This blue marble

– and yet it spins

Above my current home town

2 Comments

vejle-3Sometimes the airplane flies nearly above our house while making its approach to Billund airport. This time we flew further North, following Vejle Fjord inland to where it meets the harbor and city center. And yes, Denmark really is that flat (save for the few hills inland on Jutland and all the way North of Zealand).

(Vejle, Denmark; October 2019)

2 thoughts on “Above my current home town

  1. I like your blog, and you express yourself well :). However, I must comment on the fact that you seem weirdly obsessed with telling the world “how flat Denmark is”. This is unfortunate because you are only telling half the story. Denmark is part of the European plain, thus you will not find high peaks in this area. However, Denmark has many landscapes which have been carved and formed by the last ice age, so called moraine landscapes. This gives Denmark a considerably more varied landscape then other countries in this area, the Netherlands, Baltic countries etc. Danish moraine landscapes are found many places around the country and not only in central Jutland at all. Rebild Bakkeer (Northern Jutland) Oddsherred (West Zealand, Svanninge Bakker (South Fyn), Mols (Eastern Jutland), Norby Bakker (Samsø island) etc. etc ., Moreover, you can find sea cliffs reaching over 120 meters high and hilly landscapes on Møn. As well as high granite cliffs and bedrock on Bornholm. These are just few examples of places that challen ge the conception of “how flat Denmark is”. At least they are places which are not featured in any way on your blog.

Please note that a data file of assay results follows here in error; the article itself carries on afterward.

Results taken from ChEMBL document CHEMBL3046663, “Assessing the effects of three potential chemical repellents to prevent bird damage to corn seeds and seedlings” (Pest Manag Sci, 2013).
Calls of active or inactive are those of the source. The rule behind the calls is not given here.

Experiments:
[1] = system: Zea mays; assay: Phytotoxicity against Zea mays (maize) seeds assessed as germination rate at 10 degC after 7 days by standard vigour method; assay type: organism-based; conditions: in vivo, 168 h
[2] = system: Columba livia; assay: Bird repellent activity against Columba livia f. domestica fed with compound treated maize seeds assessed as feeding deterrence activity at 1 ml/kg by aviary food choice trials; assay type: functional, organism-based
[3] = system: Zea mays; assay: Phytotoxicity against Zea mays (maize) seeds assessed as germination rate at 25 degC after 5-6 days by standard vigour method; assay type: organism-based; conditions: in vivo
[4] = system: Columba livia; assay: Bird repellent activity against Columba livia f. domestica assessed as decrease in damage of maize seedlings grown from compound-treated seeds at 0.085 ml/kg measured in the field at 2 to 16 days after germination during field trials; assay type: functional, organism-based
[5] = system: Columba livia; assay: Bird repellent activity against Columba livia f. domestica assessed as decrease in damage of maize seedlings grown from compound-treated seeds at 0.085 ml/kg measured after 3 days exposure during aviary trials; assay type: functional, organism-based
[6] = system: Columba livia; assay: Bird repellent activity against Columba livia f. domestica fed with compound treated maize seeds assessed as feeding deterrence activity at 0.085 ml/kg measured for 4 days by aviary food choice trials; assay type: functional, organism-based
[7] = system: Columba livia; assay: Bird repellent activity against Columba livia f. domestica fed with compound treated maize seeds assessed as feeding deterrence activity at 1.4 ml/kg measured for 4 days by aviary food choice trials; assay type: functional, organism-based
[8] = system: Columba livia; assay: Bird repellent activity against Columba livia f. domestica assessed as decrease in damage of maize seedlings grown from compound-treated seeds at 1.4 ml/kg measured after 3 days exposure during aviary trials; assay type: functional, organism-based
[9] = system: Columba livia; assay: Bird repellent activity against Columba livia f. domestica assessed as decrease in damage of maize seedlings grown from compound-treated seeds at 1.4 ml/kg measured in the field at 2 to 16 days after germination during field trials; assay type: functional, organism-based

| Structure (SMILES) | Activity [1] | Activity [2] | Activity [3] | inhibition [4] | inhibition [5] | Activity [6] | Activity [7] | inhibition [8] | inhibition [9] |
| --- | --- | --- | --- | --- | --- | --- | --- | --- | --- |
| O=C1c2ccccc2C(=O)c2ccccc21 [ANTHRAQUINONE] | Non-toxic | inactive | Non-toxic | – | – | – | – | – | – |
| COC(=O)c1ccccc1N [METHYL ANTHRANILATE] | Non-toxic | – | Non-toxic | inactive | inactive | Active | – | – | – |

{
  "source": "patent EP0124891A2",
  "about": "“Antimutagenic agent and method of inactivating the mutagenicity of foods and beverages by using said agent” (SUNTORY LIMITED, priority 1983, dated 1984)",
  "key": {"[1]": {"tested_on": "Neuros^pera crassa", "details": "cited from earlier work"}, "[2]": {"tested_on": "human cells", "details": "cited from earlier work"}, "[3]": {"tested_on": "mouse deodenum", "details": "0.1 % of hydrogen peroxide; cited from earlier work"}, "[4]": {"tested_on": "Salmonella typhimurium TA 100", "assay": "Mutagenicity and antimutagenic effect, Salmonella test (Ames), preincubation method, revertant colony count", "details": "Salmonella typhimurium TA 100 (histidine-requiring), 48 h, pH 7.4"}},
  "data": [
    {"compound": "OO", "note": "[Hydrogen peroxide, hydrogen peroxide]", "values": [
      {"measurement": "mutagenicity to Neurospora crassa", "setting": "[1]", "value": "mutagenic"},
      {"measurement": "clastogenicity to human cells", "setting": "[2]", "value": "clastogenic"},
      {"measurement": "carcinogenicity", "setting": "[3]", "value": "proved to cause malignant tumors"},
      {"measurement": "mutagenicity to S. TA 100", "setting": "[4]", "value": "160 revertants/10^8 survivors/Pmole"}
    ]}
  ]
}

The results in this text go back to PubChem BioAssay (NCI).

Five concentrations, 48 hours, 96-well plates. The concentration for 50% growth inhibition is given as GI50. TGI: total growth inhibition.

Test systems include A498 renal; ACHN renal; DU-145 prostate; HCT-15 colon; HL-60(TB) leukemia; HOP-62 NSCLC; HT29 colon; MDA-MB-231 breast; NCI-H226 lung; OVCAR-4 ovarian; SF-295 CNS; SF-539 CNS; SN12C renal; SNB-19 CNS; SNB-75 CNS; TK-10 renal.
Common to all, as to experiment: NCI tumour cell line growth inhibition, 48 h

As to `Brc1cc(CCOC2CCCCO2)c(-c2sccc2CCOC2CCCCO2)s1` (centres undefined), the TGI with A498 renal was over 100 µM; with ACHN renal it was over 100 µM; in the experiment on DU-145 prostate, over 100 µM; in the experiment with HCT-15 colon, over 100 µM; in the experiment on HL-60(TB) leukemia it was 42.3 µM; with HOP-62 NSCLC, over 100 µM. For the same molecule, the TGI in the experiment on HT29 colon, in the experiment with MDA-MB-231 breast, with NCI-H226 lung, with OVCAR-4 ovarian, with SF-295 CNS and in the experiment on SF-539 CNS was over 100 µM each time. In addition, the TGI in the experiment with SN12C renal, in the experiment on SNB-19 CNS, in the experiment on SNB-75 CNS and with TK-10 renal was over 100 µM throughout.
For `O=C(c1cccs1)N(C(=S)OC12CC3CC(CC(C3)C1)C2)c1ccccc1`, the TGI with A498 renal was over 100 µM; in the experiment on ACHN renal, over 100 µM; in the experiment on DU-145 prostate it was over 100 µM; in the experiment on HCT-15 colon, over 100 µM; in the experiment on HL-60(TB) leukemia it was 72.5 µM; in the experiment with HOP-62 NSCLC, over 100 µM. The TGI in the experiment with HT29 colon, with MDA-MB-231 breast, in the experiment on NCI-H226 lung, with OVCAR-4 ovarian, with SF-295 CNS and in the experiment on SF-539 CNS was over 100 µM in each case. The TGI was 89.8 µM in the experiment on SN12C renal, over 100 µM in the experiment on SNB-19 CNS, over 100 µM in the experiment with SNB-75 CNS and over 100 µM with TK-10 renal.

Finland is not exactly the Alps either. Actually the Finnish landscape is defined as being quite flat even though you of course can find bedrock and higher points than in Denmark. In many places the ice age has subdued the Finnish landscape and pushed it down so to speak.
    This leads me to the next aspect, namely the difference between actual height and prominence of a given point. You can have a high plain landscape inland which has gradually increased so the height above sea level is relatively high, but the feature of the landscape can still be experienced as relatively flat, hence the expression “high plain”.
    In Denmark you can find dramatic sea cliffs, which you won’t find in Finland for example, and the bedrock which actually does exist (not in abundance as in Finland) on Bornholm is actually quite dramatic. There are granite sea cliffs there, which I have not seen in Finland for example. Of course, you can find completely flat areas in Denmark, but you can find that in Finland, Germany, Sweden, France etc.

    • Hi Emil, wow, thank you for your interesting and educational reply! Honestly, I have nothing against flatness, and I never claimed Finland was much better. The ice age took it all. 🙂 I love the Danish sea cliffs, and Jutland is beautiful. I miss the outdoors, not as exciting here in Hovedstaden! Thank you for the travel tips, will be sure to visit some of those places!

Leave a Reply

Fill in your details below or click an icon to log in:

WordPress.com Logo

You are commenting using your WordPress.com account. Log Out /  Change )

Google photo

You are commenting using your Google account. Log Out /  Change )

Twitter picture

You are commenting using your Twitter account. Log Out /  Change )

Facebook photo

You are commenting using your Facebook account. Log Out /  Change )

Connecting to %s